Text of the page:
AME 71:25-42 (2013)  -  DOI: https://doi.org/10.3354/ame01663

Structural and functional patterns of active bacterial communities during aging of harpacticoid copepod fecal pellets

Clio Cnudde1,*, Chelmarie Joy Sanchez Clavano1,2, Tom Moens1, Anne Willems3, Marleen De Troch1

1Marine Biology, Department of Biology, Campus Sterre, Ghent University, Krijgslaan 281—S8, 9000 Ghent, Belgium
2College of Fisheries, Mindanao State University—Maguindanao, Dalican, 9601 Datu Odin Sinsuat, Maguindanao, Philippines
3Laboratory of Microbiology, Department of Biochemistry and Microbiology, Ghent University, K.L. Ledeganckstraat 35, 9000 Ghent, Belgium

ABSTRACT: Copepod fecal pellet (fp) dissolved organic matter is consumed by free-living bacteria, while particulate matter is degraded by bacteria packed inside the fp (‘internal’) or attached to the fp surface after colonization from the environment (external). This study analyzed the contribution of ‘internal’ and external fp bacteria to the active bacterial community associated with the fp from 2 copepod species, Paramphiascella fulvofasciata and Platychelipus littoralis, during 60 h of fp aging in seawater. Despite early colonization (within 20 to 40 h), fp enrichment by seawater bacteria, as deduced from RNA-based DGGE after 60 h, was limited. In contrast, ‘internal’ bacteria showed high phylotype richness. The majority of ‘internal’ bacterial phylotypes persisted on aged fp and together represented half of the active bacterial community. Food source strongly impacted ‘internal’ bacterial diversity, though the exact origin of fp ‘internal’ bacteria, as either undigested food-associated bacteria or as copepod gut bacteria, could not be unambiguously determined. ‘Internal’ bacteria of fresh fp showed a high functional diversity (based on Biolog assays) to which Vibrio sp. contributed significantly. In terms of bacterial diversity and functional potential, degradation of copepod fp by ‘internal’ bacteria is equally as important as degradation by bacteria which colonize fp from the outside.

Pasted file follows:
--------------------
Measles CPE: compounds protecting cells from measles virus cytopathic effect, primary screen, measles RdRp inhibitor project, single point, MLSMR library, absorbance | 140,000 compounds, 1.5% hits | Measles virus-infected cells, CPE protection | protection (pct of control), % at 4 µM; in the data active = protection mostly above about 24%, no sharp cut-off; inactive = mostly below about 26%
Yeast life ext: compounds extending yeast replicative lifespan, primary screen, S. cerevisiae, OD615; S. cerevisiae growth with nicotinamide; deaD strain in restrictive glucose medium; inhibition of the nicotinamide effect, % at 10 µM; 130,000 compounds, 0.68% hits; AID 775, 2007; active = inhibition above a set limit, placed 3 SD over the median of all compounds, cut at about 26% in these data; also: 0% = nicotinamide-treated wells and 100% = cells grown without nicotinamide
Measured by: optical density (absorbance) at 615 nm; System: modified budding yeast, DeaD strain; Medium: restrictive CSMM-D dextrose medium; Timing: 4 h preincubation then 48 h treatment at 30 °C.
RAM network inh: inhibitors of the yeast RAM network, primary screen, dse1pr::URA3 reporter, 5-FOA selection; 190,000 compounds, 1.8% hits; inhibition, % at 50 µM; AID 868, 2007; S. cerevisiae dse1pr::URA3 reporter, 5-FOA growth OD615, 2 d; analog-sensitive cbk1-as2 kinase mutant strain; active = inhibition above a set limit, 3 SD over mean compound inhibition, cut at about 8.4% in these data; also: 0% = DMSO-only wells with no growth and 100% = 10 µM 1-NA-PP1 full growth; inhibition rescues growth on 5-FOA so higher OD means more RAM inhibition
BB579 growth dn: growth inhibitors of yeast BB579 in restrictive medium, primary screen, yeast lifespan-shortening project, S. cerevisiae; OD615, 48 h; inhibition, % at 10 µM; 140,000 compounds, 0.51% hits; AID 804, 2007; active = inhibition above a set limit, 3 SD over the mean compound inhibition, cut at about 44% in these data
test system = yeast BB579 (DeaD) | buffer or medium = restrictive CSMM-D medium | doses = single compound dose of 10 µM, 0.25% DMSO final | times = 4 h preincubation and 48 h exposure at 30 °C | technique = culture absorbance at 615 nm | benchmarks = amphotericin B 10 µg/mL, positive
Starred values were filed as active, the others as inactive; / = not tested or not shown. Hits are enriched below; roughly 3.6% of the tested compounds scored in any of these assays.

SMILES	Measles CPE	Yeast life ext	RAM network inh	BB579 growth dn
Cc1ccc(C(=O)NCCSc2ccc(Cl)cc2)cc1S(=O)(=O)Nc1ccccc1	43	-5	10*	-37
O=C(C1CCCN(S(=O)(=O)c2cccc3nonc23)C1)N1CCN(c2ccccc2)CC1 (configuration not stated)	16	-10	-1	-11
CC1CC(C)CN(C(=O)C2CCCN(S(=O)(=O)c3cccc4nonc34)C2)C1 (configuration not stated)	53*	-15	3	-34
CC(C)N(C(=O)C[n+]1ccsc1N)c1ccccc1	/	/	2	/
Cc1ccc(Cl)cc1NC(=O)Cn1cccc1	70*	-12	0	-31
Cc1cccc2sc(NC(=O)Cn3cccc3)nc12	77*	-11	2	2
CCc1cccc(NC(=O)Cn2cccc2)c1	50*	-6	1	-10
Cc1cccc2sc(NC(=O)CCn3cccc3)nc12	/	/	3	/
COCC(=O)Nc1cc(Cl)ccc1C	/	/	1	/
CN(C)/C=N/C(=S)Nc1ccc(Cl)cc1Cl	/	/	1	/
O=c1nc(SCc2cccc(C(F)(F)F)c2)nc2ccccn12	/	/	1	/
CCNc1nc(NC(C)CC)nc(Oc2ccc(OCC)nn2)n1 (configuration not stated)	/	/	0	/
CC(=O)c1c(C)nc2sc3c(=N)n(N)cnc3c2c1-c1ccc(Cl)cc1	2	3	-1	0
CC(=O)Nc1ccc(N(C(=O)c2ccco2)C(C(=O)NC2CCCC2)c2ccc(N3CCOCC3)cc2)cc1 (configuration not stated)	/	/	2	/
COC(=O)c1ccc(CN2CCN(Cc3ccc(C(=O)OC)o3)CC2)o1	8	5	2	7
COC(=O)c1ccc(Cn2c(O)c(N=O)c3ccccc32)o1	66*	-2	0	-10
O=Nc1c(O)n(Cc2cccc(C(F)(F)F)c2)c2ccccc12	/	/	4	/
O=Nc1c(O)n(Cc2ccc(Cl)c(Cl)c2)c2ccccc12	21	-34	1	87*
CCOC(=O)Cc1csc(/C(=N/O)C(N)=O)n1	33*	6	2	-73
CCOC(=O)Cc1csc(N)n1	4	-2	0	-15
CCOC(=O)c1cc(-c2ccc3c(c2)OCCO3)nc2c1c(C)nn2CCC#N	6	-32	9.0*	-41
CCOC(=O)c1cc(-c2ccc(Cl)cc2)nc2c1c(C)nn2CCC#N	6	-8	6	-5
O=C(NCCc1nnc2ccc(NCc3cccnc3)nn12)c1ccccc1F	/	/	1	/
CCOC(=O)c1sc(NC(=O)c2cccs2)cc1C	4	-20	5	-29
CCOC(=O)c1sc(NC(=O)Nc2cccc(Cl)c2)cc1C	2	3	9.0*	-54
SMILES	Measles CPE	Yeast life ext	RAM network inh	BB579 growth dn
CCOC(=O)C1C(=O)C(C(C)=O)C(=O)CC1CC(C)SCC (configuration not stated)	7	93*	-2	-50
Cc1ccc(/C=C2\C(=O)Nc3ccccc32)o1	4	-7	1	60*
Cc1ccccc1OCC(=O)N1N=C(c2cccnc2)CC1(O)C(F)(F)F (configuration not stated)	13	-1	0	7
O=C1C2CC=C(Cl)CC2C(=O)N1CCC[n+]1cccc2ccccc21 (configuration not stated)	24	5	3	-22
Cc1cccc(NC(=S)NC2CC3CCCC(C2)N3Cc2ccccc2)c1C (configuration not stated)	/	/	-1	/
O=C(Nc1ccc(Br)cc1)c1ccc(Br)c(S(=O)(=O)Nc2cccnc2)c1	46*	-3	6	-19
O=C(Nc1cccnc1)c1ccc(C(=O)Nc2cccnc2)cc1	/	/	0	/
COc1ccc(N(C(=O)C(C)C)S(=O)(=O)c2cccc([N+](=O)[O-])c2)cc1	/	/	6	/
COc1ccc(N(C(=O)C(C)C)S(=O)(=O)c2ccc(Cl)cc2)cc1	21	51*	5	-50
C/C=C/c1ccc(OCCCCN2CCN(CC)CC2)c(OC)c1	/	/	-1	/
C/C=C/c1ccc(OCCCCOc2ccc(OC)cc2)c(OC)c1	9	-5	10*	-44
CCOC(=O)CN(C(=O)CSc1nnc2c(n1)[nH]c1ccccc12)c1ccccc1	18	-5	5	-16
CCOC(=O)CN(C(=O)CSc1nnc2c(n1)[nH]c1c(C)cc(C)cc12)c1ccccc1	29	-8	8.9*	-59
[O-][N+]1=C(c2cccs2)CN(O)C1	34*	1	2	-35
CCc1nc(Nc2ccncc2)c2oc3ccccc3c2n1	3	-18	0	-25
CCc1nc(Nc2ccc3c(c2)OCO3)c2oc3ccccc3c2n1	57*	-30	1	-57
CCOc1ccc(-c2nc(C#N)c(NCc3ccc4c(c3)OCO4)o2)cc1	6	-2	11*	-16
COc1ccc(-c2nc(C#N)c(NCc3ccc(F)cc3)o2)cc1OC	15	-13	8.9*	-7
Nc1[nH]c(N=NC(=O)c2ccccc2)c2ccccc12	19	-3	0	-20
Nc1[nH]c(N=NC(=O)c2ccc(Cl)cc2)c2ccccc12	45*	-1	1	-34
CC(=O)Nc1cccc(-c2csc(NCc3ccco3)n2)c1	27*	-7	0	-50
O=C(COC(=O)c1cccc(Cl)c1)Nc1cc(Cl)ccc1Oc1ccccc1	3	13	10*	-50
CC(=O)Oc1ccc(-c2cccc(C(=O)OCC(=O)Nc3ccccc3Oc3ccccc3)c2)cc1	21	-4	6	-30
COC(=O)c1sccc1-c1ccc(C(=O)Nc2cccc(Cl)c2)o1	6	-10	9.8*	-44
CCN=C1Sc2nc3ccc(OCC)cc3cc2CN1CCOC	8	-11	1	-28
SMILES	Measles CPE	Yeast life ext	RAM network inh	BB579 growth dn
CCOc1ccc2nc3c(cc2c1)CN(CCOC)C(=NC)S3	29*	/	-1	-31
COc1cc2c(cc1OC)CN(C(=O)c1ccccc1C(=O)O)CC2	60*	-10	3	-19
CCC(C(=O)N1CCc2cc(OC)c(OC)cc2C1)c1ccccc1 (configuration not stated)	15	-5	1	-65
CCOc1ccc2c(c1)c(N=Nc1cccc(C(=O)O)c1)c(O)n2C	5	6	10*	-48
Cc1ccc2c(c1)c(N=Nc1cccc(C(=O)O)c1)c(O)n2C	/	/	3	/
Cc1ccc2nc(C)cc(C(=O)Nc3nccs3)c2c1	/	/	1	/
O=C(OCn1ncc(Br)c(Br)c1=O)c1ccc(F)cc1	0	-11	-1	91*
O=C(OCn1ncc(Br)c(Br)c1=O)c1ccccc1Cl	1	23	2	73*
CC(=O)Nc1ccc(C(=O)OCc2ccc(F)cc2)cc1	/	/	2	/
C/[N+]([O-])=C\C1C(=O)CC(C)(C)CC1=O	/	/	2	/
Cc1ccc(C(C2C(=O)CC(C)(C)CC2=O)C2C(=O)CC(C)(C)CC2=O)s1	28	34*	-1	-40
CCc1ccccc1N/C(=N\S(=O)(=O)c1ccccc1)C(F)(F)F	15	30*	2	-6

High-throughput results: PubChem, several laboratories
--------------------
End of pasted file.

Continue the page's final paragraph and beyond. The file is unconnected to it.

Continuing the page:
KEY WORDS: Copepod fecal pellet · Fecal pellet degradation · Active bacterial communities · Harpacticoid copepods · 16S rRNA · DGGE · Biolog EcoPlate™


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Cite this article as: Cnudde C, Sanchez Clavano CJ, Moens T, Willems A, De Troch M (2013) Structural and functional patterns of active bacterial communities during aging of harpacticoid copepod fecal pellets. Aquat Microb Ecol 71:25-42. https://doi.org/10.3354/ame01663

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